alexa Intestinal Tuberculosis as First Manifestation of Human
ISSN: 2161-1068

Mycobacterial Diseases
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Case Report

Intestinal Tuberculosis as First Manifestation of Human Immunodeficiency Virus (HIV) Infection. A Single History Snapshot

Mushfiquddin Khan1*, Insha Zahoor2 and Ehtisham-ul Haq2

1Department of Pediatrics, Medical University of South Carolina, Charleston, SC, USA

2Department of Biotechnology, University of Kashmir, Srinagar, J&K, India

Corresponding Author:
Mushfiquddin Khan
Department of Pediatrics
Medical University of South Carolina
Charleston, SC 29425 USA
Tel: (843) 792-7991
Email: [email protected]

Received Date: March 30, 2015; Accepted Date: May 01 2015; Published Date: May 08, 2015

Citation: Khan M, Zahoor I, Haq EU (2015) Human Immunodeficiency Virus and Multiple Sclerosis Risk: Probing for a Connection. J Mult Scler 2:1000141. doi:10.4172/2161-1068.1000141

Copyright: ©2015 Khan M, et al. This is an open-access article distributed under the terms of the Creative Commons Attribution License, which permits unrestricted use, distribution, and reproduction in any medium, provided the original author and source are credited.

 

Abstract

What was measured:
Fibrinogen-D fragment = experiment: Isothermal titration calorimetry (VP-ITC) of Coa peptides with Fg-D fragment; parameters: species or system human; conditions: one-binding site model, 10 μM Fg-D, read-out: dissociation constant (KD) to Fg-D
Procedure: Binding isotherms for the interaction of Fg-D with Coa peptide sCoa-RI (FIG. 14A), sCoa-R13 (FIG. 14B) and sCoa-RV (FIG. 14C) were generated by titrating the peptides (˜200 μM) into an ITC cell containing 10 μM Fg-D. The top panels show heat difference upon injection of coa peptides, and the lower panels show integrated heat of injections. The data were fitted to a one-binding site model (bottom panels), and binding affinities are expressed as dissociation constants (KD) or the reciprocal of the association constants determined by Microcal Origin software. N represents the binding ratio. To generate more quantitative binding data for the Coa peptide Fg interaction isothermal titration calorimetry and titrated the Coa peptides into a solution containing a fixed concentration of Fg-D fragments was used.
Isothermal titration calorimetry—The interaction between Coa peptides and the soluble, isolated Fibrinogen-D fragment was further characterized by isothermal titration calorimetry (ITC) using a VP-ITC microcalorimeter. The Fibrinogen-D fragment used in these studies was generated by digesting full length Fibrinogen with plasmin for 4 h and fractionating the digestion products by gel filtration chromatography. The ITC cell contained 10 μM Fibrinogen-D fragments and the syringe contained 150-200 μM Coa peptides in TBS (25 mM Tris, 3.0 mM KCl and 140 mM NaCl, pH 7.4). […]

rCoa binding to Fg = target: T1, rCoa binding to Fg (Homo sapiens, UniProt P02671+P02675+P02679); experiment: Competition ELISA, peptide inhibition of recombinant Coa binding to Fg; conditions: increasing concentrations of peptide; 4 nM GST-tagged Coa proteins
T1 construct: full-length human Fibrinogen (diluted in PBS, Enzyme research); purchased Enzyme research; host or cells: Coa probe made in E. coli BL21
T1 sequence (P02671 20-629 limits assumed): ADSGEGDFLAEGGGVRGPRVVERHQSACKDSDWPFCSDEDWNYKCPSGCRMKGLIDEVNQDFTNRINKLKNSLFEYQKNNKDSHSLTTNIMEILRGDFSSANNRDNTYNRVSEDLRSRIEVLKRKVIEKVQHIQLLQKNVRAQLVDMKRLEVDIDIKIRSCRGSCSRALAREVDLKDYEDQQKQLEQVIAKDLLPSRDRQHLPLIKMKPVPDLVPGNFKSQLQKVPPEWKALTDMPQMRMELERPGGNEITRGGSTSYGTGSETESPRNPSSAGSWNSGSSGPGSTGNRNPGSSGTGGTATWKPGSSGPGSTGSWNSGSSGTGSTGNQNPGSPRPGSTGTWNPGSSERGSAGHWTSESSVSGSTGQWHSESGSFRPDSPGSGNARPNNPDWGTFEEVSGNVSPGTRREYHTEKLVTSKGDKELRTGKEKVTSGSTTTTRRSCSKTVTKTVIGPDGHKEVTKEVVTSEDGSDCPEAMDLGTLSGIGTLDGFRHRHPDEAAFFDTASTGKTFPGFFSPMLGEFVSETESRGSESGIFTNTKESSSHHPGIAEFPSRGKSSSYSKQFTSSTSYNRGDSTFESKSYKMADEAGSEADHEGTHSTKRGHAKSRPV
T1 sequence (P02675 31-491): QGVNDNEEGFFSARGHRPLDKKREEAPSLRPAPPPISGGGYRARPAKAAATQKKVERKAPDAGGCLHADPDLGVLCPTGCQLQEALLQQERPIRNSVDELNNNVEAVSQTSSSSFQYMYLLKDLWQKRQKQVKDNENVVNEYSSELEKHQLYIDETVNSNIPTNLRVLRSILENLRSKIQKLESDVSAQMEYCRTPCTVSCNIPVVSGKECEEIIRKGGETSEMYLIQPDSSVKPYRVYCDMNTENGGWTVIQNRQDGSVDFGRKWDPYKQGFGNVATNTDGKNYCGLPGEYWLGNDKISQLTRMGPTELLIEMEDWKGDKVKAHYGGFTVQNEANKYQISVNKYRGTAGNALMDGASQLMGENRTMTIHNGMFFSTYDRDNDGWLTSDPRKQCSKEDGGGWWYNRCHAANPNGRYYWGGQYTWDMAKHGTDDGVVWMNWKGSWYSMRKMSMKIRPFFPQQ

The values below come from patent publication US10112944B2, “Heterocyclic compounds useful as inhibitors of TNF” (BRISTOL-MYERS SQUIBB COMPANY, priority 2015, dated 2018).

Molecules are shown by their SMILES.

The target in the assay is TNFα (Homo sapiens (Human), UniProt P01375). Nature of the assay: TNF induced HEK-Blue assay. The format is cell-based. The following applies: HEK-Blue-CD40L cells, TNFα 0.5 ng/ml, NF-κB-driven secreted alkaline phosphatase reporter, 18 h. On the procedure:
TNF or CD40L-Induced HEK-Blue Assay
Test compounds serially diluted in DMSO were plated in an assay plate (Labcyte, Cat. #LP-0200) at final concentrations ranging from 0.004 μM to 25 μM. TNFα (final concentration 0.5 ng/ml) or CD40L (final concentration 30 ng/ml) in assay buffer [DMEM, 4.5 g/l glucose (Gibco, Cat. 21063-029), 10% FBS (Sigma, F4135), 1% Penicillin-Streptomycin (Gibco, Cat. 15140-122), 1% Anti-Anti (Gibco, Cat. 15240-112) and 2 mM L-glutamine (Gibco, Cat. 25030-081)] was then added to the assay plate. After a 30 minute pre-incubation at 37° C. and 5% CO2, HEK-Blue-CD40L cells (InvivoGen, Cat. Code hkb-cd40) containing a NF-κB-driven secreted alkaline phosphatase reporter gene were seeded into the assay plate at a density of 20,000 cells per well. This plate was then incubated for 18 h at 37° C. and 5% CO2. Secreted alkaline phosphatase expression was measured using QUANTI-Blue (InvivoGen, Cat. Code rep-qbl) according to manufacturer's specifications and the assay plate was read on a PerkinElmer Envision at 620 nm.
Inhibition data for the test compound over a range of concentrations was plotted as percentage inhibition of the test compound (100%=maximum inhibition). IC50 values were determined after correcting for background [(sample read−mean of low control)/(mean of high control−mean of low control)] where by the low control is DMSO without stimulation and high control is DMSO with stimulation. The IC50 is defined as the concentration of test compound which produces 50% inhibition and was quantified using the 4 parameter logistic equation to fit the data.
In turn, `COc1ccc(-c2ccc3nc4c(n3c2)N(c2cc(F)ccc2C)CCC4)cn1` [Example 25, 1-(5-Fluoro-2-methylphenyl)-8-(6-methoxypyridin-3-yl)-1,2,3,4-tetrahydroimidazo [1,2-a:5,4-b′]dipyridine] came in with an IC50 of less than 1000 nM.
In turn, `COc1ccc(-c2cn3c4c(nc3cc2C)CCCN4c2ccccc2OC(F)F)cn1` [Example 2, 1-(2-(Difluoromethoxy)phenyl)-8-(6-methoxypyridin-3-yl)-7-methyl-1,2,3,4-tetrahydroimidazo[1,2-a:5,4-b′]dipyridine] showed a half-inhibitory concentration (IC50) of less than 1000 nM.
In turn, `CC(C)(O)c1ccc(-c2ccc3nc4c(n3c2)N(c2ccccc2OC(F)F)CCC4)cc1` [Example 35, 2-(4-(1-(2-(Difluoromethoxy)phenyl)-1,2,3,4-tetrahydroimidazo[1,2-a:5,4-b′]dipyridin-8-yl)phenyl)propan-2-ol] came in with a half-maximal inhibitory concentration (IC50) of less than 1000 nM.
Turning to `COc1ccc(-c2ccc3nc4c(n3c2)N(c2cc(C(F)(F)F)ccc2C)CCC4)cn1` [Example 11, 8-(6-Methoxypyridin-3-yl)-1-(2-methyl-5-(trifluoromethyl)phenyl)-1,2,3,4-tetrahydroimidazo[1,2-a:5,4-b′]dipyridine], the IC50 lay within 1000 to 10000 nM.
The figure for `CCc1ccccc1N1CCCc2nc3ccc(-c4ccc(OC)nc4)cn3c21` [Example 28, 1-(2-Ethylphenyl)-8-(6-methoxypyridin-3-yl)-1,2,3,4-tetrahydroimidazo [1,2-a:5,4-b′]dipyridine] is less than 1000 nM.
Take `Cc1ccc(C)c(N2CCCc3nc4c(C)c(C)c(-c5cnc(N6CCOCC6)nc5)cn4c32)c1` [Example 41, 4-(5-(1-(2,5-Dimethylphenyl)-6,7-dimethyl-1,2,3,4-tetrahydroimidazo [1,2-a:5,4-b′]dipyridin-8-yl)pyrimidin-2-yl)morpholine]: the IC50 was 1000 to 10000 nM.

A 33-year-old man was admitted in 1999 because of abdominal pain, fever, and weight loss. After a presumptive diagnosis of acute complicated appendicitis, laparotomy was carried out. Since cecum and terminal ileum showed a `carcinomatous appearance´ ileocecal resection and right hemicolectomy were performed. Pathological assessment revealed the presence of acid-fast bacilli which were later identified as Mycobacterium tuberculosis. There was no evidence of neoplasia. As the patient had been intravenous drug user and had absolute lymphopenia, Human Immunodeficiency Virus serology was requested after surgery, with the result being positive. The patient was placed on standard antituberculous therapy and was discharged. However, he decided to stop quickly the treatment and was readmitted 3 month after discharge because of fever and cervical lymphadenitis. Culture of a neck lymph node sample grew Mycobacterium tuberculosis. This time, the patient took appropriately antituberculous drugs and also initiated antiretroviral treatment. Except for some diarrheic episodes, he has remained well throughout the follow-up period (from June, 1999 to December, 2013). It is well known that there is no such thing as an easy diagnosis of intestinal tuberculosis, even nowadays. We have just tried to remember it.

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